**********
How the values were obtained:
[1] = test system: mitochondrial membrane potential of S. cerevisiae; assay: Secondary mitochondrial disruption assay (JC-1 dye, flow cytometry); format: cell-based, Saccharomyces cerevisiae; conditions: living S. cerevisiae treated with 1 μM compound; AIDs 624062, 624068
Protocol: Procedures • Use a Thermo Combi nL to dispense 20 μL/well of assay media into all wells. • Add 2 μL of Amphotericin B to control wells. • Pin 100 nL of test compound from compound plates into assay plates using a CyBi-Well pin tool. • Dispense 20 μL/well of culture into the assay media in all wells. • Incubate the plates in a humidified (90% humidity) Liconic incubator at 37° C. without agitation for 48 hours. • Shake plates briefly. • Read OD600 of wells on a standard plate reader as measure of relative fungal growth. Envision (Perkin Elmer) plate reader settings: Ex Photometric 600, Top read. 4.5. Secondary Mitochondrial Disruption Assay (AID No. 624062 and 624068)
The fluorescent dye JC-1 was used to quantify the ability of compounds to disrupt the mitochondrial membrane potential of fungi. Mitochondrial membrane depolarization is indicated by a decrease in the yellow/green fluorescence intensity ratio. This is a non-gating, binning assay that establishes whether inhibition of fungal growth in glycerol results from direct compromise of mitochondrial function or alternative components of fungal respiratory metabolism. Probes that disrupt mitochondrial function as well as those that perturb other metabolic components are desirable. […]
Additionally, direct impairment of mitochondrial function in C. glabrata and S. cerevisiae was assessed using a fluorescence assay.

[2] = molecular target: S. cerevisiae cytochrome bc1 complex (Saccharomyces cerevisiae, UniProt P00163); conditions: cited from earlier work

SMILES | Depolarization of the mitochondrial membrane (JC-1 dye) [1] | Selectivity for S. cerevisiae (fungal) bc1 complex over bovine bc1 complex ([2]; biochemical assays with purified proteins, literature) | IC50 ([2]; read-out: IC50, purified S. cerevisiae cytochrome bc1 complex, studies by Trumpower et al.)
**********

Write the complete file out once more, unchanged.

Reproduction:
How the values were obtained:
[1] = test system: mitochondrial membrane potential of S. cerevisiae; assay: Secondary mitochondrial disruption assay (JC-1 dye, flow cytometry); format: cell-based, Saccharomyces cerevisiae; conditions: living S. cerevisiae treated with 1 μM compound; AIDs 624062, 624068
Protocol: Procedures • Use a Thermo Combi nL to dispense 20 μL/well of assay media into all wells. • Add 2 μL of Amphotericin B to control wells. • Pin 100 nL of test compound from compound plates into assay plates using a CyBi-Well pin tool. • Dispense 20 μL/well of culture into the assay media in all wells. • Incubate the plates in a humidified (90% humidity) Liconic incubator at 37° C. without agitation for 48 hours. • Shake plates briefly. • Read OD600 of wells on a standard plate reader as measure of relative fungal growth. Envision (Perkin Elmer) plate reader settings: Ex Photometric 600, Top read. 4.5. Secondary Mitochondrial Disruption Assay (AID No. 624062 and 624068)
The fluorescent dye JC-1 was used to quantify the ability of compounds to disrupt the mitochondrial membrane potential of fungi. Mitochondrial membrane depolarization is indicated by a decrease in the yellow/green fluorescence intensity ratio. This is a non-gating, binning assay that establishes whether inhibition of fungal growth in glycerol results from direct compromise of mitochondrial function or alternative components of fungal respiratory metabolism. Probes that disrupt mitochondrial function as well as those that perturb other metabolic components are desirable. […]
Additionally, direct impairment of mitochondrial function in C. glabrata and S. cerevisiae was assessed using a fluorescence assay.

[2] = molecular target: S. cerevisiae cytochrome bc1 complex (Saccharomyces cerevisiae, UniProt P00163); conditions: cited from earlier work

SMILES | Depolarization of the mitochondrial membrane (JC-1 dye) [1] | Selectivity for S. cerevisiae (fungal) bc1 complex over bovine bc1 complex ([2]; biochemical assays with purified proteins, literature) | IC50 ([2]; read-out: IC50, purified S. cerevisiae cytochrome bc1 complex, studies by Trumpower et al.)